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Kim Yong-nam arrives in Beijing
Updated: 2004-10-18 13:44

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North Korea's second-most senior leader, Kim Yong-nam (3rd-L), is greeted by Chinese officials as he arrives at Beijing Internatonal Airport October 18, 2004. Kim flew to China's capital on Monday for a rare visit expected to focus on jump-starting stalled nuclear talks just days before U.S. Secretary of State Colin Powell makes a trip to China. [Reuters]

North Korea's second-most senior leader, Kim Yong-nam, arrives at Beijing Internatonal Airport October 18, 2004. [Reuters]

A high-ranking North Korean delegation headed by the state's deputy leader has arrived in China amid faltering attempts to resolve the standoff over Pyongyang's nuclear program.

Kim Yong-Nam touched down at Beijing International Airport, where he was greeted by North Korean embassy staff, Chinese officials and a small honor guard, according to a journalist present at the scene.

Kim is on "an official goodwill visit" to Beijing at the invitation of China's legislature and Cabinet, Pyongyang's Korean Central News Agency (KCNA) said.

According to KCNA, Kim is accompanied by Vice Foreign Minister Kim Yong-Il, who previously headed the North Korean delegation at six-country talks on the nuclear issue in Beijing.

Also in Kim's delegation are Ri Ju-O, minister of light industry, and Kim Yong-Jae, vice-minister of foreign trade, according to KCNA.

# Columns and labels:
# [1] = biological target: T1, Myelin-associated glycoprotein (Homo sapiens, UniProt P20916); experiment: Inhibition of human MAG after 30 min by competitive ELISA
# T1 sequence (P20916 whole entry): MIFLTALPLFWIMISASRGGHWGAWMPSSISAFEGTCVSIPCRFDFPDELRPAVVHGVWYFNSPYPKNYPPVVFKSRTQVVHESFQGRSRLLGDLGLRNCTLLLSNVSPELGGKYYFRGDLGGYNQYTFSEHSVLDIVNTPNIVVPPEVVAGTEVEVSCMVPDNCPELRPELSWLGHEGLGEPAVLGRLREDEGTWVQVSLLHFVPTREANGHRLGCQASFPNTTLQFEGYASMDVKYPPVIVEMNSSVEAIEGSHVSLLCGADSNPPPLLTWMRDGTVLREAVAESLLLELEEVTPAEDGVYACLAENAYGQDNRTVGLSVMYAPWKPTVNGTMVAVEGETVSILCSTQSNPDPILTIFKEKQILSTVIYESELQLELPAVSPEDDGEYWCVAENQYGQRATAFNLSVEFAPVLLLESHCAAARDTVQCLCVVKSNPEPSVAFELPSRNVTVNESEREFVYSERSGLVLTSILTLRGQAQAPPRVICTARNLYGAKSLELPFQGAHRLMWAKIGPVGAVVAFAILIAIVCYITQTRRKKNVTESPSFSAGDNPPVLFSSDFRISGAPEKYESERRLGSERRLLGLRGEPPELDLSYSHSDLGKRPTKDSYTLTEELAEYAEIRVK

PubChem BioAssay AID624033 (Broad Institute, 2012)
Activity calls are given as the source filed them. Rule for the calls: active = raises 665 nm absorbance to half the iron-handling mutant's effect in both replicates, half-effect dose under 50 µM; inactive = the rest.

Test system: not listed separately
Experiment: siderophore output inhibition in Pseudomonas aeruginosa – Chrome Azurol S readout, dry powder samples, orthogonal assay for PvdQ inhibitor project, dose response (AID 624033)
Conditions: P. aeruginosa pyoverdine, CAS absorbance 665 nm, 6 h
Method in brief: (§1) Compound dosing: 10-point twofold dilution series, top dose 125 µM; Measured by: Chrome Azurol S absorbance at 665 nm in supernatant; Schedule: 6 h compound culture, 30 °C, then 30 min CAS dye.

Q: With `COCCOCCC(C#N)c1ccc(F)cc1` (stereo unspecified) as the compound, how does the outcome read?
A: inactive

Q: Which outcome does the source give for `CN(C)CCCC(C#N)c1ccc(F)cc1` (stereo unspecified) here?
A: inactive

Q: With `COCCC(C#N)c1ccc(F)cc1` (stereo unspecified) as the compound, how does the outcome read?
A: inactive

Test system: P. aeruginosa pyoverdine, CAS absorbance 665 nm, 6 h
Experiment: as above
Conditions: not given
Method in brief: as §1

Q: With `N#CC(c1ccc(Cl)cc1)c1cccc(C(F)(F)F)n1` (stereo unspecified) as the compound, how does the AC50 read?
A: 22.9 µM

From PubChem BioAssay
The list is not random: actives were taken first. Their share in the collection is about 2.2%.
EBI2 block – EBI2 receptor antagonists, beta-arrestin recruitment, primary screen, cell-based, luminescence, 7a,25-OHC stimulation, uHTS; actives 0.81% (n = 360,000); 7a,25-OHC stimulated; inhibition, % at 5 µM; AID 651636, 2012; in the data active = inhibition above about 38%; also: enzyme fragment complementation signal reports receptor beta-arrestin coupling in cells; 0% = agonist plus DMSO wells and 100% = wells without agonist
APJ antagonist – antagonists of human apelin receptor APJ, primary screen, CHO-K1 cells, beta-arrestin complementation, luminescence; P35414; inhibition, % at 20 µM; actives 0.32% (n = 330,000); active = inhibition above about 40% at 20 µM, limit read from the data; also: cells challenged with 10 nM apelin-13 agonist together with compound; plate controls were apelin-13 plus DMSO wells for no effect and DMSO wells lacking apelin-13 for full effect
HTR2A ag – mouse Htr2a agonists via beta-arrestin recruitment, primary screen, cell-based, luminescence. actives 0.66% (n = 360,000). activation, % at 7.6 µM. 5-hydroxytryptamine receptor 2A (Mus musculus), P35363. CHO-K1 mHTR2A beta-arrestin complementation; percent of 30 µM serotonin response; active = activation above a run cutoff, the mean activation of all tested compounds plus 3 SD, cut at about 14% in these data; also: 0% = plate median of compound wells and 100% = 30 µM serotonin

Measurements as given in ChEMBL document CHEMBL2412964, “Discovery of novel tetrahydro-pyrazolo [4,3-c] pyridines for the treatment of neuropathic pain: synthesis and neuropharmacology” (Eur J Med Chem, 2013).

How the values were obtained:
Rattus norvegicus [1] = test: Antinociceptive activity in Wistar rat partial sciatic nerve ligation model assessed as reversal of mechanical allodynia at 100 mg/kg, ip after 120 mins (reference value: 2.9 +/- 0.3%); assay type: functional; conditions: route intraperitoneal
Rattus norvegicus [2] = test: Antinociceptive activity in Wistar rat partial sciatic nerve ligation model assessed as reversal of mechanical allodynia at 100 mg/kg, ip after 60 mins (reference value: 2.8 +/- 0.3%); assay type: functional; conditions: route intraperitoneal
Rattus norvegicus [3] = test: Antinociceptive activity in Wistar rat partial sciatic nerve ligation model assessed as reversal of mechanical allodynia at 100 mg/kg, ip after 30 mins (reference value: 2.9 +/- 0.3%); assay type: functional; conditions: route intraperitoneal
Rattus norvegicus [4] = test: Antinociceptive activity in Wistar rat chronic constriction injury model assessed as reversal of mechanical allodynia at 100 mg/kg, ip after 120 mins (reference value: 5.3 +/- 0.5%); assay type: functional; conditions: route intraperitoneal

Kim, North Korea's top legislator, is nominally the second most powerful man in the country, although the entire political system is built around the personal authority of supreme leader Kim Jong-Il.

On the first day of his three-day visit, Kim Yong-Nam is expected to visit a science park in the north of Beijing before having talks with his Chinese counterpart Wu Bangguo.

He will also meet Chinese President Hu Jintao and Premier Wen Jiabao, according to China's state-run Xinhua news agency.

The invitation comes as Beijing is apparently stepping up efforts to salvage six-party talks on North Korea's nuclear program, including the dispatch of a senior official to Pyongyang last month, which bore little fruit.

After three rounds of inconclusive talks, Pyongyang failed to turn up for a fourth round of multilateral talks in Beijing last month.

North Korea has boycotted the talks to protest South Korea's controversial nuclear experiments and Washington's "hostile policy" toward Pyongyang.